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Does the rebound effect matter in energy import-dependent mega-cities? Evidence from Shanghai (China)

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  • Accepted_Manuscript

    Accepted author manuscript, 1 MB, PDF-document

    Embargo ends: 12/03/20

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Authors

  • Shuai Shao
  • Longfei Guo
  • Mingliang Yu
  • Lili Yang
  • Dabo Guan

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Abstract

The energy rebound effect is regarded as an obstacle of achieving the expected target of energy-saving policies, especially under a rapid urbanization background in developing counties, such as China. This has become a substantial drag of sustainable development in some cities. Shanghai is the economic center of China, and it is also a typical energy import-dependent mega-city. Investigating the evolution of Shanghai’s energy-saving performance and the energy rebound effect is significant for the implementation of energy-saving policies in other similar cities of China and other developing countries. Using the state space model with time-varying parameters and based on the IPAT identity and the Solow residual approach, this paper is the first study to present a specific estimation on Shanghai’s energy rebound effect caused by technological progress. The results show that, during the period of 1991–2016, the average energy rebound effect of overall economy and secondary industry in Shanghai was 93.96% and 73.10%, respectively, indicating a high partial rebound effect. Most of expected energy saving caused by improved energy efficiency is offset by extra energy consumption caused by technological progress. Regarding tertiary industry, the average rebound effect was 146.61%, indicating a backfire effect. However, the average energy rebound amount of tertiary industry is less than that of secondary industry. In particular, there is an increasingly negative impact of the rebound effect of tertiary industry on energy conservation in recent years, with the sector’s rapid expansion and corresponding increase in energy demand. Furthermore, we estimate the carbon rebound amount (i.e., carbon emissions caused by the energy rebound effect) and find that, on average, the energy rebound effect caused 13.1% and 0.41% increases in carbon emissions in Shanghai and China, respectively. Therefore, mitigating the energy rebound effect can significantly reduce carbon emissions. Due to the substantial impact of the rebound effect, technological progress and energy efficiency improvement should not be the only way to achieve energy-saving target, especially in energy import-dependent mega-cities like Shanghai. Some supporting policies should be implemented to ensure that the expected outcome of energy-saving effort can be realized as far as possible.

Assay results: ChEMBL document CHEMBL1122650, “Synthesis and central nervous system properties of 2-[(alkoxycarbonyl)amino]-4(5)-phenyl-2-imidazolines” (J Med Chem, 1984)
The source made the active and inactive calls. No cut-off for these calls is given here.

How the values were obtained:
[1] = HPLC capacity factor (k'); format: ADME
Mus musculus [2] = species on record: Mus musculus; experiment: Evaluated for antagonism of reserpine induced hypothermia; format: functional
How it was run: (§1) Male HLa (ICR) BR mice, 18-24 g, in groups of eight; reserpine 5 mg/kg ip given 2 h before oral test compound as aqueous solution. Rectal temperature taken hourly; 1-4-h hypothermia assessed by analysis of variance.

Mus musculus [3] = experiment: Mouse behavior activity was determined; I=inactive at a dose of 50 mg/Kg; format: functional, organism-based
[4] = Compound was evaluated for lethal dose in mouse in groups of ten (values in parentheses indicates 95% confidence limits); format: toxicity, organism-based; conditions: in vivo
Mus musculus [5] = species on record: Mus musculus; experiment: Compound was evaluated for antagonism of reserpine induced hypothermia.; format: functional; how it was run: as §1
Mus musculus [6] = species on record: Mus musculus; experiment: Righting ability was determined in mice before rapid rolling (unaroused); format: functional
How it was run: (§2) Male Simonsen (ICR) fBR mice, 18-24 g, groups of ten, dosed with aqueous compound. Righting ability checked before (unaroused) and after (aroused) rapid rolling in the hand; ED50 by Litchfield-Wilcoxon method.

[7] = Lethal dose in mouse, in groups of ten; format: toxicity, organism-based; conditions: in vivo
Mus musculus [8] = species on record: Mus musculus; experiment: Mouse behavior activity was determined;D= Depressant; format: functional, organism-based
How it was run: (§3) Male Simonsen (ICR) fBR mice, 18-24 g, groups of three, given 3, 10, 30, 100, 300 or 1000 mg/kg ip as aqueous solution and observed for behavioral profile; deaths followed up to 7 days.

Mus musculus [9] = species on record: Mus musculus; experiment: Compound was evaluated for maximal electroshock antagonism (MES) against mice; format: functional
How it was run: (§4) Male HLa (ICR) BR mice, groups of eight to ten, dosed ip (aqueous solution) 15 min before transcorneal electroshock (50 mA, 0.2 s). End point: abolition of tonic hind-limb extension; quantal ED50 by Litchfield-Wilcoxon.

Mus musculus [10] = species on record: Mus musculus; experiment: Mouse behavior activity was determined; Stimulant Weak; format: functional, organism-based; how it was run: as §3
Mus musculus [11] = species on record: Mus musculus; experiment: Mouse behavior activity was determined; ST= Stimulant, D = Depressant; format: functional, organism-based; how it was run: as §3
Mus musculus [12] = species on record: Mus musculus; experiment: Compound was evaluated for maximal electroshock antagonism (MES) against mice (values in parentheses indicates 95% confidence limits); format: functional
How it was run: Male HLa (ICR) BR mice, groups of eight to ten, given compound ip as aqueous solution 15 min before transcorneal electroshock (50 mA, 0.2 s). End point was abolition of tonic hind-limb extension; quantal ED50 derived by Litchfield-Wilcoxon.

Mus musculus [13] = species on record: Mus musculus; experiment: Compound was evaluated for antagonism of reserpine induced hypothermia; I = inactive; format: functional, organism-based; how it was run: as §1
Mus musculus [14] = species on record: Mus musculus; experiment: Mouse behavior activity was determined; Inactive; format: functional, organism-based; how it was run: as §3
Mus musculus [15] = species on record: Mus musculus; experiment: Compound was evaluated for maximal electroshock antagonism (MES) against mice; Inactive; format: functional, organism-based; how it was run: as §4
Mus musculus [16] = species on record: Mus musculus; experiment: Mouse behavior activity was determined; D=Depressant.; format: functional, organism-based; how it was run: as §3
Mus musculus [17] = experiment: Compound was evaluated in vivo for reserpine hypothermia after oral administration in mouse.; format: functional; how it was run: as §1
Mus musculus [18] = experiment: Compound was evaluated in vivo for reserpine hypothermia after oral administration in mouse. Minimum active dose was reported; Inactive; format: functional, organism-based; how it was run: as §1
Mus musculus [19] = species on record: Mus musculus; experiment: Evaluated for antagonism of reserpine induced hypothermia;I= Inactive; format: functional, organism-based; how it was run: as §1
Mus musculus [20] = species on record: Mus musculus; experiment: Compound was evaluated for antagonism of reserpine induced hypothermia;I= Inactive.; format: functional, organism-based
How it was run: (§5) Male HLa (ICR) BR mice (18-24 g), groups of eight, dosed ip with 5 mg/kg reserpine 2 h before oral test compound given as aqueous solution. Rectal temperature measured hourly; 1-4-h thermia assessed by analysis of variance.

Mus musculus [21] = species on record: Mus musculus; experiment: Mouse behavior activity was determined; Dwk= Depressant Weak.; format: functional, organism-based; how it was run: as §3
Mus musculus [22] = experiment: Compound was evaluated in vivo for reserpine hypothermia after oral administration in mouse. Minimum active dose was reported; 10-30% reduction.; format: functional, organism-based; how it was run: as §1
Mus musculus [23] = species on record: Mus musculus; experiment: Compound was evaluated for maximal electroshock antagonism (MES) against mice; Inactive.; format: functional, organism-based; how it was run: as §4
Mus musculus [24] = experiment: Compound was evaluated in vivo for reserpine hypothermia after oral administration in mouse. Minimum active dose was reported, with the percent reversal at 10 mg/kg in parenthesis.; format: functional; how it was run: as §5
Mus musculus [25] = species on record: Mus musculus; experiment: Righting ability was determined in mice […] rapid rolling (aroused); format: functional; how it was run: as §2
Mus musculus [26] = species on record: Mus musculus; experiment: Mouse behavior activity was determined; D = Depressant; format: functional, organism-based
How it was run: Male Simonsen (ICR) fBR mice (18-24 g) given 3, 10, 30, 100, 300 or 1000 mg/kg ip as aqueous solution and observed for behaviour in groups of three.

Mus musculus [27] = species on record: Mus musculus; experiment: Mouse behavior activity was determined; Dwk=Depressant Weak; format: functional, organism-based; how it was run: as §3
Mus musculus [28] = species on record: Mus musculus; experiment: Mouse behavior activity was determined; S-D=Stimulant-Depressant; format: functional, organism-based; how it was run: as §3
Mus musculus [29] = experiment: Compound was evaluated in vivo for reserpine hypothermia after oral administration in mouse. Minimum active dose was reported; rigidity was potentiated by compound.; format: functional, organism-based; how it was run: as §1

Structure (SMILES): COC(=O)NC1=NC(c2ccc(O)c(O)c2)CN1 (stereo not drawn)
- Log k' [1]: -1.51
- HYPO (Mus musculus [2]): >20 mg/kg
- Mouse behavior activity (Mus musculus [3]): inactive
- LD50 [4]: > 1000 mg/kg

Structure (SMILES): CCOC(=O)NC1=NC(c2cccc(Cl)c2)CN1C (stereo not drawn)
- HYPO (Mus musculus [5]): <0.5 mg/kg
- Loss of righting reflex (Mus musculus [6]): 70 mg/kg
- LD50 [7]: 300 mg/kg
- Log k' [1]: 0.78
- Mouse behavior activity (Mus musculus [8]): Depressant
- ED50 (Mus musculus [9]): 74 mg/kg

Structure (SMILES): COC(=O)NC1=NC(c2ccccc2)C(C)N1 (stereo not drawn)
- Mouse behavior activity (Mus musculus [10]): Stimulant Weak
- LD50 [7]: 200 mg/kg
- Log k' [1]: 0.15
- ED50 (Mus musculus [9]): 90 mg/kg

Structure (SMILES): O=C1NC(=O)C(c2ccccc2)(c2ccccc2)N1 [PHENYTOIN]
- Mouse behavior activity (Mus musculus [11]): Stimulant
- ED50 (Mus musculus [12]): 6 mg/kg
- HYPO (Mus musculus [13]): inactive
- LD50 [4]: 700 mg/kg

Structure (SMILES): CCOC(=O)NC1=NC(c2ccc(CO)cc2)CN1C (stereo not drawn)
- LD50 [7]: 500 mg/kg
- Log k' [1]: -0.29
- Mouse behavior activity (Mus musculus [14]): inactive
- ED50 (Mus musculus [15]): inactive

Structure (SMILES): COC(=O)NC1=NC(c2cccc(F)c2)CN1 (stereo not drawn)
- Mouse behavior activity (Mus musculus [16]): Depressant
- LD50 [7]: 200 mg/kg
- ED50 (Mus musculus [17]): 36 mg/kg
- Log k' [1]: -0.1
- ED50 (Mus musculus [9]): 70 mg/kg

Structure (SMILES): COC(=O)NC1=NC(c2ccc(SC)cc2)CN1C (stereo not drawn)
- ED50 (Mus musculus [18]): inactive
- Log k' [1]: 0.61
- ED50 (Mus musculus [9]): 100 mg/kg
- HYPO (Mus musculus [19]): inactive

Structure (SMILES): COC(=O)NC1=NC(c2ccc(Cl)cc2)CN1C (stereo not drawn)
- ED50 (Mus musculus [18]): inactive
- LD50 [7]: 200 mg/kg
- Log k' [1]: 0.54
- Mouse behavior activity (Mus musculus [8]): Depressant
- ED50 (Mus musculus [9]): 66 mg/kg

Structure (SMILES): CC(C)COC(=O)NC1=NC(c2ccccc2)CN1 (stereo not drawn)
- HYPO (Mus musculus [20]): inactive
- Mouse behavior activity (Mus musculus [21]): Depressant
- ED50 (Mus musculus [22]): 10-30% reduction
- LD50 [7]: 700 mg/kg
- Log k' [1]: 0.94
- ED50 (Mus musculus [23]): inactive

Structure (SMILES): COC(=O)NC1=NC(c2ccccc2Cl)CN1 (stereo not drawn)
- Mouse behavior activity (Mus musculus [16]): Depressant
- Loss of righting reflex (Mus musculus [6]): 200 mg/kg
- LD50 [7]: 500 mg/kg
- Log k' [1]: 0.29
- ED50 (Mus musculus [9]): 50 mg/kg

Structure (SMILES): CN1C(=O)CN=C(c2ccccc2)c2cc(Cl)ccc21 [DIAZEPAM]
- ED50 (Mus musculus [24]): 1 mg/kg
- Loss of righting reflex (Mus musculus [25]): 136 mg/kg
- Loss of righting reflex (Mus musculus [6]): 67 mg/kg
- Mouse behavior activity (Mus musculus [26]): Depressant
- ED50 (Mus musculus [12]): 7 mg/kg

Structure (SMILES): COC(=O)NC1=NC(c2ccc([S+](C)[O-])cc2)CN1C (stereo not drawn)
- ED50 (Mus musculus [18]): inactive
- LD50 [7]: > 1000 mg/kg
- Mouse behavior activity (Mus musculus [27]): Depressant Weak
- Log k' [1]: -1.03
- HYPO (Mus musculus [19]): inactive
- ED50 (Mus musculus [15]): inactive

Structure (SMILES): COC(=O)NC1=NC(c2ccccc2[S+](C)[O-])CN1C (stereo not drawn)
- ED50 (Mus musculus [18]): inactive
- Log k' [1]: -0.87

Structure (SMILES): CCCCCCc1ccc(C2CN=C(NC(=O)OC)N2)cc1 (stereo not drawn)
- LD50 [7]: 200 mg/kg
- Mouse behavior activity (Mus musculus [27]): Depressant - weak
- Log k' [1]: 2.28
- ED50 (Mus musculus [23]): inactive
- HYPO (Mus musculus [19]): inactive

Details

Original languageEnglish
Pages (from-to)212-228
JournalApplied Energy
Volume241
Early online date12 Mar 2019
DOIs
Publication statusPublished - 1 May 2019
Peer-reviewedYes

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